Last edited by Capn Bloggs; 11th Aug 2016 at 14:09.
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Old 11th Aug 2016, 13:14
  #826 (permalink)  
 
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RAT 5 and Olster - excellent posts and I would only add that the problems observed in basic handling and airmanship go deeper than type, line and recurrent training; the basic disciplines that we would have learnt are simply not being taught or examined as comprehensively as they once were - ask an instructor at one of the larger ATO's, training cadet's for low-cost and also EK at the moment in the U.S. to demonstrate proper attitude flying and I think you would be surprised at how basic professional pilot training has been eroded in the interest of cost saving over the past fifteen odd years.
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Old 11th Aug 2016, 13:21
  #827 (permalink)  
 
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Originally Posted by Capn Bloggs View Post
but gory details like medicals and dates of last check? Seriously?
Am I spoiled by Debby? If I recall correctly NTSB gives out these within first couple of days of investigation, to reassure public crew are valid and current.

Captain, when I said medical, I meant date of last medical check, not gory details.
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Old 11th Aug 2016, 13:50
  #828 (permalink)  
 
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if you're in tune with your machine you'll qucikly realise through the seat of your pants the power didn't come on like you thought is was going to when you hit the button.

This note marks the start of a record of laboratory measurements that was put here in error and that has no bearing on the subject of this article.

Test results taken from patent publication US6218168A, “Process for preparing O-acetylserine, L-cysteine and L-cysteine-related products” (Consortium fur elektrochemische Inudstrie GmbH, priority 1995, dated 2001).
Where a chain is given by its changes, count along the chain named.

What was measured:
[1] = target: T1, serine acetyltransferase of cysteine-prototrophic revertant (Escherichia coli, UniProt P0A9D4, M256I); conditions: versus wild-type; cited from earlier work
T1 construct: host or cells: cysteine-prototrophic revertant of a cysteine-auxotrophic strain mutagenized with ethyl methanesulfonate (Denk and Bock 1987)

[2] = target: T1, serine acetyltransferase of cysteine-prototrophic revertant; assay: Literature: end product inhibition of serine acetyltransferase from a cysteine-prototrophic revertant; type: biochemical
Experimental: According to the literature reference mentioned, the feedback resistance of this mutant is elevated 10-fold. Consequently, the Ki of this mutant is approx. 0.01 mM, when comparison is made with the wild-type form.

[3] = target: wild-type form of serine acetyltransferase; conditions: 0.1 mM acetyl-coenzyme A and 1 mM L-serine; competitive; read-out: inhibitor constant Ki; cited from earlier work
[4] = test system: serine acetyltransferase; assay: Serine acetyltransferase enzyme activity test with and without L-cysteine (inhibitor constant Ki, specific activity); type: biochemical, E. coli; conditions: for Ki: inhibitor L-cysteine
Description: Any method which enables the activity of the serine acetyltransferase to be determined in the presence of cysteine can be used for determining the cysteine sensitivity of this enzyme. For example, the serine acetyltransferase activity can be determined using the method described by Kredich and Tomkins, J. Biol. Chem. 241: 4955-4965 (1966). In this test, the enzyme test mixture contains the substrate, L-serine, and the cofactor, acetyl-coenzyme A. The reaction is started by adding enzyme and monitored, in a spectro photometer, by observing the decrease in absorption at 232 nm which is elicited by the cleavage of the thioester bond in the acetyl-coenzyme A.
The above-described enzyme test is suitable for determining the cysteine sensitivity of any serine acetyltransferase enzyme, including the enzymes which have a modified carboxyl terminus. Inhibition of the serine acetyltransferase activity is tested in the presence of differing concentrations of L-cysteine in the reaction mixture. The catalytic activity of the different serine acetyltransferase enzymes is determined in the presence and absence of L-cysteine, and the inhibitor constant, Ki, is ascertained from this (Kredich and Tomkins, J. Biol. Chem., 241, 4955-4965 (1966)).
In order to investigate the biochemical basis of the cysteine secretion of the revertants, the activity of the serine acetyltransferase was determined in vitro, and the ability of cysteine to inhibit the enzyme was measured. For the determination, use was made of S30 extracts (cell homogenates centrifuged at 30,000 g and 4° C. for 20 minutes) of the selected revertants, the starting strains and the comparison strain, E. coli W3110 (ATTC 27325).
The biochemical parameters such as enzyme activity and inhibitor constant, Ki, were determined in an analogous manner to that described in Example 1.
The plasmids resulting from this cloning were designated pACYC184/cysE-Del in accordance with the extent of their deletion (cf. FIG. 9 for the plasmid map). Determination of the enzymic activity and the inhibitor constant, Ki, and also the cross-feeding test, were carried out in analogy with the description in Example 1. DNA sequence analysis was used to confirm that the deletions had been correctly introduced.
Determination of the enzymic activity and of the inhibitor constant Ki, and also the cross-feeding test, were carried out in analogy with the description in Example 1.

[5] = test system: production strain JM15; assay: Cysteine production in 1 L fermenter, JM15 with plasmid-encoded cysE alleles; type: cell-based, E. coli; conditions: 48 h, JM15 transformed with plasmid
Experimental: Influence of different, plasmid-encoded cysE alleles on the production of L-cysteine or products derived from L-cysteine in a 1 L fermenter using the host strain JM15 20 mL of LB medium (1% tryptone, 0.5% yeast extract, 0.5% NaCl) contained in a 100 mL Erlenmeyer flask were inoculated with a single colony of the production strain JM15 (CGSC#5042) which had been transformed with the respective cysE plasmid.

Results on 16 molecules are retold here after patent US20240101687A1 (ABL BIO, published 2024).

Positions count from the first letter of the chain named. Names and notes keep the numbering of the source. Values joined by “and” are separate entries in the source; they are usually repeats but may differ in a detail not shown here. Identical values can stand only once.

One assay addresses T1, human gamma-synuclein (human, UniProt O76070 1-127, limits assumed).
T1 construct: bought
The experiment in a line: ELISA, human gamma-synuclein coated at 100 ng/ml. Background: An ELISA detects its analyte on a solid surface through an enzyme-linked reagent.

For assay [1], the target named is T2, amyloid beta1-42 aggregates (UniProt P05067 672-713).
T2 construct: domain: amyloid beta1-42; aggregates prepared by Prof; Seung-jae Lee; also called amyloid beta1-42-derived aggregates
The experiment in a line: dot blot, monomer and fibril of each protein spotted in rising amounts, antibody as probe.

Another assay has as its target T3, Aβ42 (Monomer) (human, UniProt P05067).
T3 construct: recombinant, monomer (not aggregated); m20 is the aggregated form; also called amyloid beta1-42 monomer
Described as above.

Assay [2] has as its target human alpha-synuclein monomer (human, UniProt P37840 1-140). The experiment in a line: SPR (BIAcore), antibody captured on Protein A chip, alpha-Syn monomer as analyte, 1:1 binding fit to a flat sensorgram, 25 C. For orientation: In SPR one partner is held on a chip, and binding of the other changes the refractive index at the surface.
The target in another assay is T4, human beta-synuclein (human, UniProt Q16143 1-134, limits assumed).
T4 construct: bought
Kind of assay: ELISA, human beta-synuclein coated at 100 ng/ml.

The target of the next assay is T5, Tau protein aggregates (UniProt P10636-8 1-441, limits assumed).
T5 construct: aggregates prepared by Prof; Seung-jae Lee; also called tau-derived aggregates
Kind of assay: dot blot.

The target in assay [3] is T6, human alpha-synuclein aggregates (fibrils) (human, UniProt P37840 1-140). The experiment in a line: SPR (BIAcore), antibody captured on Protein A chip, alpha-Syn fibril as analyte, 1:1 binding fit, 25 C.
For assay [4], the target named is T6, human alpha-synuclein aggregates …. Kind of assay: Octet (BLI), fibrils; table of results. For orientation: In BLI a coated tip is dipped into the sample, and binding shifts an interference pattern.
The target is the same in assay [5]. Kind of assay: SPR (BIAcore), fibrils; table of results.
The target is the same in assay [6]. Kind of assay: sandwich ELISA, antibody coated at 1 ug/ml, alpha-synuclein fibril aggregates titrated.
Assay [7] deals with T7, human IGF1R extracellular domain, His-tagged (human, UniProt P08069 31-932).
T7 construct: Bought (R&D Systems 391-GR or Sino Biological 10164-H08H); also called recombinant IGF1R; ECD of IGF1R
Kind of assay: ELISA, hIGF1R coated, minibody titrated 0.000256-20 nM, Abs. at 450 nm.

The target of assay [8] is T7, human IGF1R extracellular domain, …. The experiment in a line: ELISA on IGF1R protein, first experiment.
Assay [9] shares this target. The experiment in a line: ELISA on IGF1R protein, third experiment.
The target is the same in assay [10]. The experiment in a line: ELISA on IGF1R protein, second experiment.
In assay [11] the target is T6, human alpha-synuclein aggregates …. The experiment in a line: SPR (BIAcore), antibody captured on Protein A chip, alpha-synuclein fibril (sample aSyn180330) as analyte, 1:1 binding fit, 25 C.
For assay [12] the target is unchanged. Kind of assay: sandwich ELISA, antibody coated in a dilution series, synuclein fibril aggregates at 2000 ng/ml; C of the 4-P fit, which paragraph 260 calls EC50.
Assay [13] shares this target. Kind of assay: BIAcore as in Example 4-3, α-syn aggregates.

Agreed however one thing about the 777 is there is no pitch power couple so on a goaround you still have to pull back quite hard (whether the thrust comes up or not!)whereas on say, a 737 you are pushing forward on a goaround.
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Old 11th Aug 2016, 13:55
  #829 (permalink)  
 
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And do the systems relief the pilots enough, to give them that extra capacity
I am of the opinion that there is a point where the automation stops freeing up mental capacity and starts eating into it. I often see busy ATC environments where the PM is tapping away at the FMC trying to get something to happen when really all we need to do is lift the nose and reduce thrust or something similar. Sometimes I just tell them to stop and explain how we'll do it so that they can rejoin the party.
I feel for pilots who have not had a few good years of manually flying before joining an operation that is heavy on automation because they haven't developed the skill set to the degree that older pilots have, basically it is an uphill battle for all but the most talented ones.